Thousands of disabled people and other campaigners took part in a series of anti-cuts protests last weekend in more than a dozen towns and cities across the UK.
The rallies and marches took place under the banner of The Hardest Hit, the campaign organised by the UK Disabled People’s Council and members of the Disability Benefits Consortium.
They want the government to stop its cuts to disability benefits and services for disabled people.
In London, more than 250 people attended a rally outside the mayor of London’s offices at City Hall, on the south bank of the Thames.
Disabled activist Dawn Willis travelled from Devon to attend the protest, she told protesters, because people with mental health conditions were dying because of the cuts.
She said some people were killing themselves, while others were giving up their claims for benefits because they couldn’t face being assessed by the private company Atos Healthcare.
Kirsten Hearn, chair of Inclusion London, said: “The cuts in public spending disproportionately affect disabled people. We must fight back. That is why we are here today.”
Another disabled activist, Ellie Southwood, said: “Today, up and down the country, thousands of disabled people are proving that we will be heard.”
She called on Maria Miller, the minister for disabled people, to guarantee that no disabled person would lose their “hard-fought independence” as a result of the cuts.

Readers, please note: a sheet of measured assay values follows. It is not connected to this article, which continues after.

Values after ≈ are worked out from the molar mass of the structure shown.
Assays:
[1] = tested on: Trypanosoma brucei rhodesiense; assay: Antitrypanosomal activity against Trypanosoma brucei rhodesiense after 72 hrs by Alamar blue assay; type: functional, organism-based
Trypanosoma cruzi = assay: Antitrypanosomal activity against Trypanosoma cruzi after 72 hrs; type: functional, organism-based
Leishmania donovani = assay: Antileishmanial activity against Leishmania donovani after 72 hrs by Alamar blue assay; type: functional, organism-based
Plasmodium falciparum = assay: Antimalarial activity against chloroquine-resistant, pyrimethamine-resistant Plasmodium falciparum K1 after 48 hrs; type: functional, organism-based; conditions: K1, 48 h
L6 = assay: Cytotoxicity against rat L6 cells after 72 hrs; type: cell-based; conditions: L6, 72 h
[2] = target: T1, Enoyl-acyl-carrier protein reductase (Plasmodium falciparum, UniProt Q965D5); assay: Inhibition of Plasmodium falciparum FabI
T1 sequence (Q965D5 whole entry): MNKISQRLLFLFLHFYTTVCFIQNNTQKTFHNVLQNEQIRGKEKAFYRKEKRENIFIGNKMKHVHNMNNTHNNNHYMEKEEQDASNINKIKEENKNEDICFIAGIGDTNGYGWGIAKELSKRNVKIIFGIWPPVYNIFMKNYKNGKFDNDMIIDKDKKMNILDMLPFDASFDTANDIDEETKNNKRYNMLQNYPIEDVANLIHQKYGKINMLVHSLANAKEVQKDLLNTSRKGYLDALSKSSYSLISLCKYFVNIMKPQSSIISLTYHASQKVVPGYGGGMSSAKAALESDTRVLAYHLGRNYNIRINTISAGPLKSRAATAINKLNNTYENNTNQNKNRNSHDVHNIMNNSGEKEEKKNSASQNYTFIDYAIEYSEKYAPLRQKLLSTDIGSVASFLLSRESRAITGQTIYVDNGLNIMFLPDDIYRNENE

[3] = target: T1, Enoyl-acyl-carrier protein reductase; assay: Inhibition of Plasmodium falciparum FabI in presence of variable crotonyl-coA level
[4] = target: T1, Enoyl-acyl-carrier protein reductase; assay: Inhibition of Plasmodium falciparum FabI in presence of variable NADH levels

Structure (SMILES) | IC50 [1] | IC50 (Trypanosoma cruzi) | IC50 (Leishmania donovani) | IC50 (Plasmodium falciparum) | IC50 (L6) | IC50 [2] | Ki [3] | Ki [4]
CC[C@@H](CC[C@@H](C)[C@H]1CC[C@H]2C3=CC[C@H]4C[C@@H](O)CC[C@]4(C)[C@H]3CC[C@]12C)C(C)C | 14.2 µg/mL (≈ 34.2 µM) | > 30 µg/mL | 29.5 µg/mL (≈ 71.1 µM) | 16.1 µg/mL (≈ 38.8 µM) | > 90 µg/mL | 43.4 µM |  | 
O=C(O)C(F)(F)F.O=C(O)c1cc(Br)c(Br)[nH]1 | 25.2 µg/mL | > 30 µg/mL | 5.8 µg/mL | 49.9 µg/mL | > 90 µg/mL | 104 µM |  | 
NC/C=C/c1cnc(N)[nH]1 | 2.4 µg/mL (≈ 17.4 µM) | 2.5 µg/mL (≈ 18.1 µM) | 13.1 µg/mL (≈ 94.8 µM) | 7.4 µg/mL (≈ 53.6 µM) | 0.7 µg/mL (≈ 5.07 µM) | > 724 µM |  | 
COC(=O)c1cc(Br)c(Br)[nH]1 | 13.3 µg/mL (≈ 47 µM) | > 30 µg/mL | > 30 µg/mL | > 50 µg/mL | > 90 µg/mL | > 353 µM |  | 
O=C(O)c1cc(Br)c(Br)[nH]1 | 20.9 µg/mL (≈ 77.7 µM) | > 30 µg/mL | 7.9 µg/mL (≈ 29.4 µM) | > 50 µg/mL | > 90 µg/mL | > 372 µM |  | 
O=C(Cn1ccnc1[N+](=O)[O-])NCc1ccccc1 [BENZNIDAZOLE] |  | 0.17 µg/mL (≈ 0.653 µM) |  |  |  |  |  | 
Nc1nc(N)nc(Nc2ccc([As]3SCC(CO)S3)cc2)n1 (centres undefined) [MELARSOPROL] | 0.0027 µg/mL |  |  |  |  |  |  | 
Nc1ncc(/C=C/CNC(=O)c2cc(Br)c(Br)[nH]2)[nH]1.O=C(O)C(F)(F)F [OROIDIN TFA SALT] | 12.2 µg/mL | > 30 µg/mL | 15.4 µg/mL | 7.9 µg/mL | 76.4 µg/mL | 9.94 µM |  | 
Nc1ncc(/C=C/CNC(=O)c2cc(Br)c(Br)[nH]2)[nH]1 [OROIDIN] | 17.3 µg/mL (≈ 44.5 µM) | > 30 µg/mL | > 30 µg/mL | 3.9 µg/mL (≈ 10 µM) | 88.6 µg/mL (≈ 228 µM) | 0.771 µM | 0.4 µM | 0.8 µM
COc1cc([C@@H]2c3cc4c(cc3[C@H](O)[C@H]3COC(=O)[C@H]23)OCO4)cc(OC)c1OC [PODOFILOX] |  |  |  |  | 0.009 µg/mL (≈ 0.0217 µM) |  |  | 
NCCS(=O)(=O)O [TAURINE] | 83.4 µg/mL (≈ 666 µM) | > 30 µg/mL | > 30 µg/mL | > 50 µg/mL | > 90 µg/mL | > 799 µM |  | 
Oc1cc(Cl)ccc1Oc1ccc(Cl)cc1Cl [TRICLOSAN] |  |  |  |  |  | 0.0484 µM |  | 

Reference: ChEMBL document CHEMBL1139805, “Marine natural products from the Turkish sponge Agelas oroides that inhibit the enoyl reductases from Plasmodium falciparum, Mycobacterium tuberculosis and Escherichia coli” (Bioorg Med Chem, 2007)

After the rally, the disabled comedian and activist Liz Carr said: “I think we need to show the media and the government that there is strength in numbers, that there is a voice and it is not just an elite few on blogs and social media.”
She said the protest had brought together groups that would not normally work together to “show their anger and fear”.
She added: “I think people are genuinely terrified about what the next few months are going to hold for them.”
Disabled activist and blogger Lisa Egan said she was at the protest because if her benefits were cut she would not be able to afford to live, as she was too ill to work.
She said: “I depend on benefits. You take them away and I have got nothing.”
John Robinson said he and his family were worried about the possibility of losing his disability living allowance (DLA), which he uses to lease a car through the Motability scheme, which he “could never afford without DLA”.
Julie Rana, another disabled protester, said she was at the rally because “if we are not careful and we do not campaign enough a lot of disabled people will not be able to afford to live”.
An estimated 1,000 people attended a Hardest Hit protest in Edinburgh, with speakers including the disabled peer Lord [Colin] Low, and Iain Gray, leader of the Scottish Labour party.
Another 1,000 campaigners marched through the streets of Cardiff, while 500 took part in a march through Bristol city centre and a rally in College Green. Speakers in Bristol included Labour MP Kerry McCarthy, who criticised the city council for cutting support and services for disabled people.
More than 400 people took part in the Manchester Hardest Hit protest, which was supported by disabled Coronation Street actress Cherylee Houston and two of her co-stars.